Absolute Zambia Safaris

Northern Zambia - Bangweulu Swamps
When one looks out over Lake Bangweulu, the grey blue waters disappear into the horizon, blending in completely with the colour of the sky. It is difficult to tell just where the horizon is. ‘Bangweulu’ means ‘The Place Where the Water Meets the Sky.’

The Lake is exploited more as a fish source than for its tourist potential. This is unfortunate, as it’s beauty is breathtaking. There are rumours of developing a tourist resort and having a luxury cruise boat for hire. But for the moment this is a an interesting stopover for the intrepid vehicle traveller or backpacker.

The main catches in the Lake are Cychlids (bream, tigerfish, yellow belly) and catfish. About 57 000 metric tons of fish are harvested from the Lake each year. Although fish stocks are not in


Absolute Zambia Safaris is one of the renowned travel companies that are engaged in offering high quality tour packages for the convenience of the travelers in Zambia. Our packages are available for diverse locations in South Luangwa in Zambia. These packages are inclusive of personalized itineraries and amazing facilities. So, explore the beautiful scenic locations while enjoying the rare species that are found in the National parks of South Luangwa. Have a safari amid the jungles of Zambia to fully experience the wilderness of the country. You’ll notice the diversity of wildlife when you view the animals, birds, and other species closely. So, contact us to book South Luangwa National Park tour in Zambia.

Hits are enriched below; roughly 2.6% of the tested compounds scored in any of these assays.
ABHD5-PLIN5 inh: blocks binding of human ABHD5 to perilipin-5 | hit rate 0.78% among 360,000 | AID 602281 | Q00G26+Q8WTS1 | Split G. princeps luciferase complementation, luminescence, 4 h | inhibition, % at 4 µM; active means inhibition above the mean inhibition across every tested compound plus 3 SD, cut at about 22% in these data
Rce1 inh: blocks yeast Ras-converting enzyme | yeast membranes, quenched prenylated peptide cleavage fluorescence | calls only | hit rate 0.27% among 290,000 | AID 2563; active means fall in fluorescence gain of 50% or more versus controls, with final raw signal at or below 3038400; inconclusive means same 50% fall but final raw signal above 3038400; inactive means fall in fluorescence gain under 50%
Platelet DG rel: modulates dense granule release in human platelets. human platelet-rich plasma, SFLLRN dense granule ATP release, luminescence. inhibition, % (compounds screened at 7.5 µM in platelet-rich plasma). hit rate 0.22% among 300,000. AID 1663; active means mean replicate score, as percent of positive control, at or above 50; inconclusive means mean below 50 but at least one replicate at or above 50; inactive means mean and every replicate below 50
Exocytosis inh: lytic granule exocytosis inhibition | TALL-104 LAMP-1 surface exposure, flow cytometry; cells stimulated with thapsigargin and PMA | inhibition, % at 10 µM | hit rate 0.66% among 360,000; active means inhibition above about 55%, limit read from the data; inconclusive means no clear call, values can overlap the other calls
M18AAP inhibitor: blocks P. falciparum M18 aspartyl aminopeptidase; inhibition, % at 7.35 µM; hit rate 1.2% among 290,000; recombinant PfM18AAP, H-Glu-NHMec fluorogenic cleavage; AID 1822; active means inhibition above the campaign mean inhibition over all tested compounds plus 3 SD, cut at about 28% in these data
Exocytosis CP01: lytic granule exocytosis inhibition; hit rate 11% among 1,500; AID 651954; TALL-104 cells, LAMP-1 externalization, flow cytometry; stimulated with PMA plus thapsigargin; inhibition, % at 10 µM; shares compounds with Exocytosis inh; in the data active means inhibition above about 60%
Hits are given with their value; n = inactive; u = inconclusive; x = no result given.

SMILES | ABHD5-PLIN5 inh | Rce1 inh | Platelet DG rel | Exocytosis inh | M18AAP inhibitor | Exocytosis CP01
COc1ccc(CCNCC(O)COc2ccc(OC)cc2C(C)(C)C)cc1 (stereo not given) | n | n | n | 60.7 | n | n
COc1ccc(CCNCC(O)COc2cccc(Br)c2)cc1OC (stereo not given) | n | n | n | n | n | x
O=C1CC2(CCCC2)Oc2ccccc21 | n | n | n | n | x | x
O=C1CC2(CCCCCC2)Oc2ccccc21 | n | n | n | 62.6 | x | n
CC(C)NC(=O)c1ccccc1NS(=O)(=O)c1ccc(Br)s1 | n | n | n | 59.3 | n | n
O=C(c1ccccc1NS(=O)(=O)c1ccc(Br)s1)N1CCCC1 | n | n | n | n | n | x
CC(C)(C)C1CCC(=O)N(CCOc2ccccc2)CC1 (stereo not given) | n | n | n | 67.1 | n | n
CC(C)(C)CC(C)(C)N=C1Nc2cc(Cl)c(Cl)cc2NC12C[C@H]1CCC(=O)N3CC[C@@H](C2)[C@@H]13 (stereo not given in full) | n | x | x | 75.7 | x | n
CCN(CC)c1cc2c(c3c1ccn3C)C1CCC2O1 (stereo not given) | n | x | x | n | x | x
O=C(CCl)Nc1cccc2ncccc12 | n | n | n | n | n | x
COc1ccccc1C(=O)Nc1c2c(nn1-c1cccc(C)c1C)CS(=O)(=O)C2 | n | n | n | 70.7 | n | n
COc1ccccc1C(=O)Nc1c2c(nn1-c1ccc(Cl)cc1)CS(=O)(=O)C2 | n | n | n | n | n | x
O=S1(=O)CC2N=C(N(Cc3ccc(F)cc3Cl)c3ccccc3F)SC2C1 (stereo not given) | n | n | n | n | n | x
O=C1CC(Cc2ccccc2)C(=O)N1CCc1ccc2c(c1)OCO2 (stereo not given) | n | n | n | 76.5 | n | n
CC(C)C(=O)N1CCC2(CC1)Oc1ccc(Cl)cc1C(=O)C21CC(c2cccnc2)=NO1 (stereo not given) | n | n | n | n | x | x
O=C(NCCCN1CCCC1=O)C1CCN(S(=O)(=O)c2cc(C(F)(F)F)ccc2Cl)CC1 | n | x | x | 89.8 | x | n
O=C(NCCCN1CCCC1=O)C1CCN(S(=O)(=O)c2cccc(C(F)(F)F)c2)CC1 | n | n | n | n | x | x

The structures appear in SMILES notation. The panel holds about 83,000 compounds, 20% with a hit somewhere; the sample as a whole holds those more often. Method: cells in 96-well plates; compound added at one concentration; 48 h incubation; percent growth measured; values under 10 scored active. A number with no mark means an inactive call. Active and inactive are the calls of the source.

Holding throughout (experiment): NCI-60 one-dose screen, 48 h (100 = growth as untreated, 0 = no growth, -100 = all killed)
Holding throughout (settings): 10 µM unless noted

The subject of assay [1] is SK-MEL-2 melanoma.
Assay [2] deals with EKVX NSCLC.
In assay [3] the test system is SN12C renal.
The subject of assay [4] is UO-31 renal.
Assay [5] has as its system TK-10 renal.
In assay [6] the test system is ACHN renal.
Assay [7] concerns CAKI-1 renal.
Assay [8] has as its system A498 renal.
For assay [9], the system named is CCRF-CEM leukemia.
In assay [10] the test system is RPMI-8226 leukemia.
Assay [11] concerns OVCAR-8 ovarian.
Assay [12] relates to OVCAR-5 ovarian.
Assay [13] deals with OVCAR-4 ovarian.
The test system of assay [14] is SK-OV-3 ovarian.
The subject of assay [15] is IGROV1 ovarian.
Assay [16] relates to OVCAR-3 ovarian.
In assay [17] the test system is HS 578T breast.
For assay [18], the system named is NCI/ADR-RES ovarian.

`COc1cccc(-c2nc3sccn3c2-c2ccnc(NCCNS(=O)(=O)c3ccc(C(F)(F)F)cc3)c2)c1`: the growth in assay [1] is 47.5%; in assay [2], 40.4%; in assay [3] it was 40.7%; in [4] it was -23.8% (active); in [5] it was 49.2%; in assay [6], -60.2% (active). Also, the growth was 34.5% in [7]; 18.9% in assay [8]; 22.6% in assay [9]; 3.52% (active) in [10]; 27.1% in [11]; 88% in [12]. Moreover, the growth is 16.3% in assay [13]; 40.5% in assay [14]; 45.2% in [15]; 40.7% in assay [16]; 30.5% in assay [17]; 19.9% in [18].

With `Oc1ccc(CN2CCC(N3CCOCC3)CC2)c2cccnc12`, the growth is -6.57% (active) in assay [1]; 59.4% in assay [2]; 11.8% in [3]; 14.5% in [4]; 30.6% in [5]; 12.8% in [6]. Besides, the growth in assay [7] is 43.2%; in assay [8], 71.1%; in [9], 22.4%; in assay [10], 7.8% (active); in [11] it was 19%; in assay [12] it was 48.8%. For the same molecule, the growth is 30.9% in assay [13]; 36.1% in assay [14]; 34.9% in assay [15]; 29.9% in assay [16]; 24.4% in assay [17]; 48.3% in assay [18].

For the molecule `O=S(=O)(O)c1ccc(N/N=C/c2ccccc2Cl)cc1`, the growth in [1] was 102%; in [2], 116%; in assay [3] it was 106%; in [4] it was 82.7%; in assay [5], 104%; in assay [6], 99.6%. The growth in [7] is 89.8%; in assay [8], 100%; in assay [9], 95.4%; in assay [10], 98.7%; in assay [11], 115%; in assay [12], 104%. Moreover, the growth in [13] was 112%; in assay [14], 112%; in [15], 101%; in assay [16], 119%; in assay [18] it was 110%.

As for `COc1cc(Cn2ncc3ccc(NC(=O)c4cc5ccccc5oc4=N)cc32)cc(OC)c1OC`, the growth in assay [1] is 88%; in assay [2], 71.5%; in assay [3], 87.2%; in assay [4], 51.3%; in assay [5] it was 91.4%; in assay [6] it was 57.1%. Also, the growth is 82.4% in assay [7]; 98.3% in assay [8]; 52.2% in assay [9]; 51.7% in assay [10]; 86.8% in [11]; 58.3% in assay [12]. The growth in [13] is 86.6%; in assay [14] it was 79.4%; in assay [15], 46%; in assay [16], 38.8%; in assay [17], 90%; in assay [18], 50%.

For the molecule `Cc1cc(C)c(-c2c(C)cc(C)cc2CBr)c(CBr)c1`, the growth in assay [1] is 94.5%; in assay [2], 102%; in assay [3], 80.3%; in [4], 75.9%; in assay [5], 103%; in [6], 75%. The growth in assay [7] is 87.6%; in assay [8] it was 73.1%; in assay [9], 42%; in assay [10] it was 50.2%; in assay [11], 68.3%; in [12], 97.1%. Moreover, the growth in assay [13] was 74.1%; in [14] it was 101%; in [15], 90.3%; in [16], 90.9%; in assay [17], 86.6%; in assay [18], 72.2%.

Clients can dial the given numbers for any query related to South Luangwa National Park tour in Zambia.


North Luangwa National Park
Mwaleshi Camp, located in the vast wilderness of North Luangwa National Park, is a 45 minute flight from Mfuwe Airport. Hidden within a scenic bend of the Mwaleshi River 10km upstream of the confluence with the Luangwa River, the camp is a truly special and remarkable place, unlike any other.

There are few roads in this remote area and the majority of activities are done on foot, following existing animal trails. All senses become attuned to the surrounding bush as guests experience the variations in the magical diversity of the area.

Walkers enjoy the freedom of Africa’s limitlessness on foot, accompanied by an experienced manager/guide and an armed National Park scout. Thanks to the availability of a vehicle – which drops off and collects guests – attractions


Lower Zambezi National Park
Situated on the banks of the Zambezi River in the south-eastern part of Zambia, opposite Zimbabwe's Mana Pools National Park, the Lower Zambezi National Park occupies 4092 sq. kms, with 120 kms of river frontage. Its distinguishing features are the rugged escarpment to the north, the river itself, and its numerous islands, lagoons and floodplains which attract most of the Zambian wildlife. There are approximately 50 mammal species and 400 bird species, which thrive in the Park, as well as a wide variety of spectacular trees, grasses and flowers.

This area is still unspoiled as it is new to tourism and is afforded a high level of protection from the Zambian Government and the local tour operators. It was only declared a National Park in 1983, and the Cumings Family, who own and


Kafue National Park
Found in the centre of western Zambia, Kafue National Park is the oldest and largest of Zambia’s national parks. It covers a massive 22,400 km2.